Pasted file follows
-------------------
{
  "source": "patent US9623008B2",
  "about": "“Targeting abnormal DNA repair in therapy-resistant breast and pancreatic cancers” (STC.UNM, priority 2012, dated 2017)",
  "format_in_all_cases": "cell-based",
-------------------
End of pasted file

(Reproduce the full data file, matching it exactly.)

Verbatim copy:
{
  "source": "patent US9623008B2",
  "about": "“Targeting abnormal DNA repair in therapy-resistant breast and pancreatic cancers” (STC.UNM, priority 2012, dated 2017)",
  "format_in_all_cases": "cell-based",